Students Cite Internet as No. 1 Source of Job Info.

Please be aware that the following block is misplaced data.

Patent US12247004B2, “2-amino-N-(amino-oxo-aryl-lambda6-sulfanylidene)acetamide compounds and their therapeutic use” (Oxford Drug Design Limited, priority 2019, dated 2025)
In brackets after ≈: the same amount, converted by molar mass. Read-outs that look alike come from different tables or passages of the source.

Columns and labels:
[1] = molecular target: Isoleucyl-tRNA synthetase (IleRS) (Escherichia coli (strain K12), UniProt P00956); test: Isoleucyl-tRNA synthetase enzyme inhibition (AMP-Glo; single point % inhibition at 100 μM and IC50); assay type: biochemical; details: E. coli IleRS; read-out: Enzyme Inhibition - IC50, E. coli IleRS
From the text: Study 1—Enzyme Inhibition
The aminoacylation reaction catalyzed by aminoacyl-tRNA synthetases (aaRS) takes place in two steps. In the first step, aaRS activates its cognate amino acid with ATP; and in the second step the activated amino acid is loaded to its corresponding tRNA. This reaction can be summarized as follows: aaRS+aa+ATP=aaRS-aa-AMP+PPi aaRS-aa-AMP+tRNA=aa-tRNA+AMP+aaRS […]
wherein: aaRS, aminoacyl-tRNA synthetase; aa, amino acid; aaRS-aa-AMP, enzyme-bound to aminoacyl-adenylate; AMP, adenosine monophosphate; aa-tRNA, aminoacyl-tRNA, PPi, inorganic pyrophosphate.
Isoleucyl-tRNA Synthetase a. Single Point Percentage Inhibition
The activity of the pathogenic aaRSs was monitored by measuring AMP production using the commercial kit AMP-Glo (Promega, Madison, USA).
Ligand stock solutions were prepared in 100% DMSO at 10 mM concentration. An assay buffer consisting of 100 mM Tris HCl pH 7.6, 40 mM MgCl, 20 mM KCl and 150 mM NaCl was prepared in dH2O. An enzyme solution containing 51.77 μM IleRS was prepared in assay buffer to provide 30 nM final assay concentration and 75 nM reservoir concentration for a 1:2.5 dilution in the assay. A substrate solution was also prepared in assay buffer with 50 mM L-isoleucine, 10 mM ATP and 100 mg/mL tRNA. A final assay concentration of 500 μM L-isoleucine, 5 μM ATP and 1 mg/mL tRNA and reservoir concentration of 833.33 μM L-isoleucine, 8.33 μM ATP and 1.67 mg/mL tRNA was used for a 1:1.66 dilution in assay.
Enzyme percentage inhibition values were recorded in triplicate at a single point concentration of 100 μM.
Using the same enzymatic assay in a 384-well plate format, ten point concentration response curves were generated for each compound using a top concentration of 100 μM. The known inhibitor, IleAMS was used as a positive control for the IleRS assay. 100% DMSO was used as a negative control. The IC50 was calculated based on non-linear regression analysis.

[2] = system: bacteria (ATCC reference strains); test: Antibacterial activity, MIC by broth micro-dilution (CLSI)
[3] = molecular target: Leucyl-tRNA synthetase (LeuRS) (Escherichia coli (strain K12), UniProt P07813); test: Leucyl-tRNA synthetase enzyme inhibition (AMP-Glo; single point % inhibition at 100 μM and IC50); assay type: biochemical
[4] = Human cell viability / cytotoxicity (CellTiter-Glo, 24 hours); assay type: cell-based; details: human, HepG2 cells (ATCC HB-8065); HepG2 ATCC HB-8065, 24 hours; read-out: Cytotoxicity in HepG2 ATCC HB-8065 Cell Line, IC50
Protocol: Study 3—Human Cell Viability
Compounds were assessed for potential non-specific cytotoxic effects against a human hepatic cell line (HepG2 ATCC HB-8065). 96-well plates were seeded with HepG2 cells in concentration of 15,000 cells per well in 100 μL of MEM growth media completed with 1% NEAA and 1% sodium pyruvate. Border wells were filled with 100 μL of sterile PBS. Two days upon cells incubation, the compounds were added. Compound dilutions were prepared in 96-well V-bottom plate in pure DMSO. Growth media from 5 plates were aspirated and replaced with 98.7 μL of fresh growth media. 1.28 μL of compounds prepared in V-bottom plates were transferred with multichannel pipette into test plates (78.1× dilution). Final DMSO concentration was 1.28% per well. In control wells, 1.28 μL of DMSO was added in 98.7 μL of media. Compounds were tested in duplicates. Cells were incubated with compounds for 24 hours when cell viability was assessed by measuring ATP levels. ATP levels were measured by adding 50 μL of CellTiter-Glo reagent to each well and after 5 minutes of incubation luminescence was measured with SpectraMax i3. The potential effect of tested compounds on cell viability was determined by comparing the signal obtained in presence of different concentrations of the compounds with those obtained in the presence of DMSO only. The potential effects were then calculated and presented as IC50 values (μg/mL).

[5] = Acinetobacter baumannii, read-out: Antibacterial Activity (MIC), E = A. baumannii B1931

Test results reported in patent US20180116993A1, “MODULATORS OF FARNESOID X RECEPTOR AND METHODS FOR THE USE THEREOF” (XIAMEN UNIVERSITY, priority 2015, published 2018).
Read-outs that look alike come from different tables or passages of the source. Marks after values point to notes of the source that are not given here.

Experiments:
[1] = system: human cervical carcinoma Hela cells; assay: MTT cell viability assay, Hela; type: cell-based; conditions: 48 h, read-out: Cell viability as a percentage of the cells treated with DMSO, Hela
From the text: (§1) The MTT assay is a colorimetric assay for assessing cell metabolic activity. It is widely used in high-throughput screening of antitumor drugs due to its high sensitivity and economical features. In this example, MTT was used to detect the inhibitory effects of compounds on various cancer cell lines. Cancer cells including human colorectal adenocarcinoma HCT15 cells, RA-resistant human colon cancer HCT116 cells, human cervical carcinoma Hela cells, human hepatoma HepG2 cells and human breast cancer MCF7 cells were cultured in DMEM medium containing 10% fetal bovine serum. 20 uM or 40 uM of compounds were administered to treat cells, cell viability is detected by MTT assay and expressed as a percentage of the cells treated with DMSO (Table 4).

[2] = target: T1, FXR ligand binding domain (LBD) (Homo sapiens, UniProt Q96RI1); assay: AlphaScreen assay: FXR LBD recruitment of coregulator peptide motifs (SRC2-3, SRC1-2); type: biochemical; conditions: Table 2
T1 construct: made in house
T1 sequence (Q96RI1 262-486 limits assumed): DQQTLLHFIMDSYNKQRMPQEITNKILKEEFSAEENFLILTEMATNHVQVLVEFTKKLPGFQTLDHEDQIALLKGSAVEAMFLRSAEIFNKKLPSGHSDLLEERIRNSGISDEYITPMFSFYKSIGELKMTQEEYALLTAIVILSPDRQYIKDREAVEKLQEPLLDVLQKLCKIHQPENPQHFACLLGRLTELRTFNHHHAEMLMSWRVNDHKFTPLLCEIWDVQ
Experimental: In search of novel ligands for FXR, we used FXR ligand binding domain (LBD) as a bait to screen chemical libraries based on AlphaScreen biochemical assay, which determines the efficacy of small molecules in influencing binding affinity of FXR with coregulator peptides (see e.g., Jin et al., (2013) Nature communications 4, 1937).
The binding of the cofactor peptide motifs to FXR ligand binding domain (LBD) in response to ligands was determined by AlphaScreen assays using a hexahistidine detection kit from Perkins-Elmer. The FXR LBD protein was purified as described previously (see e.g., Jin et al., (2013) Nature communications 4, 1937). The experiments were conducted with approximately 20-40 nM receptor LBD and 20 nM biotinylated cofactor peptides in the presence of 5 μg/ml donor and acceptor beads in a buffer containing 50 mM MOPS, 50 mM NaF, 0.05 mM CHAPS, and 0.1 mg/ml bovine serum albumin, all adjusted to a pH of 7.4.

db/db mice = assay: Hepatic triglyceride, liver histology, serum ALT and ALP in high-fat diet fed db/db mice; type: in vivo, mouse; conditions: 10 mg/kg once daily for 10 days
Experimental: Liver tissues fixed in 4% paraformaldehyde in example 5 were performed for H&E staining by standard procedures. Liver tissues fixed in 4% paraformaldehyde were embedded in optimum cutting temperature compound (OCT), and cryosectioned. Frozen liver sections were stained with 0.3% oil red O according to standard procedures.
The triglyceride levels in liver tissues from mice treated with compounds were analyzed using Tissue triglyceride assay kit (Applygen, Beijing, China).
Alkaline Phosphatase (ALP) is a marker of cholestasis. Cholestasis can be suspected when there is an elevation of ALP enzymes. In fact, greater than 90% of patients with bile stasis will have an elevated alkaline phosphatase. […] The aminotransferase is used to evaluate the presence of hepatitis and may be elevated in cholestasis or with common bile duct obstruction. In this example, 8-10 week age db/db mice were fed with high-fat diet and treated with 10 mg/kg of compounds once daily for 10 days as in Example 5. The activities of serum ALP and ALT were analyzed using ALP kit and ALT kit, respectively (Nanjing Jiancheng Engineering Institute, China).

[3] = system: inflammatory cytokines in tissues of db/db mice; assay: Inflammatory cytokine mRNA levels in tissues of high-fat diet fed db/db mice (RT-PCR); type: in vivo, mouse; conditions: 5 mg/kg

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<p><b>Milwaukee &mdash; March 5</b><br />, an entry-level job site, has released its survey results on what college students view as the best sources of entry level job information.&nbsp; </p><p>Among those polled, 59 percent named the Internet as their best source for job information.<br /><br />&quot;There has been a fundamental shift in how college students conduct their job search,&quot; said Brian Krueger, president. &quot;As recent as 10 years ago, the Internet was only a minimal factor in the entry-level job search. Now, it is the dominant way that college students search for entry-level jobs.&quot;<br /><br />With the advent of powerhouse search engines, free online encyclopedias, job networking sites and more, the Internet has become the standard method for nearly all research, especially job research.<br /><br />&quot;Instead of recommending that we look in our textbooks for information, my professors will often tell the class to &#39;Google it,&#39; if we don&#39;t know something,&quot; said Kelsey Paulson, senior biochemistry major at the University of Wisconsin, Milwaukee.&nbsp; &quot;And the Internet is definitely the first place I go to research grad schools, employers, jobs and other career information.&quot;<br /><br />College students are typically tech-savvy, and they know right where to go to research the latest news, trends and other information needed to conduct a well-informed job search.<br /><br />Krueger advises students start putting those skills to good use early in their college career.&nbsp; </p><p>&quot;Graduation is too late to start the job search process,&quot; Krueger said. &quot;Students need to start finding all the Internet resources available to them early in their college career and then learn to use those resources in their job search.&quot;<br /><br />The other sources noted in the survey results, job fairs, career centers and classmates, altogether totaled less than the Internet as a source.<br /><br />&quot;The Internet is even more important to college students than other job seekers, since it provides them with a more level playing field in competing for entry level jobs with students from other colleges,&quot; Krueger said. &quot;College grads are no longer restricted to interviewing only with those companies that are coming to their campus.&quot;<br /><br />The following are the overall survey results:<br /><br />What is your best source of entry level job information?</p><ul><li><b>The Internet: 59 percent</b></li><li><b>Job Fairs: 19 percent </b></li><li><b>Career Center: 13 percent</b></li><li><b>Classmates: 9 percent</b></li></ul><p>The survey was conducted nationally using an online poll placed on the home page during January 2007.&nbsp; </p><p>The results are based on more than 500 respondents.</p>

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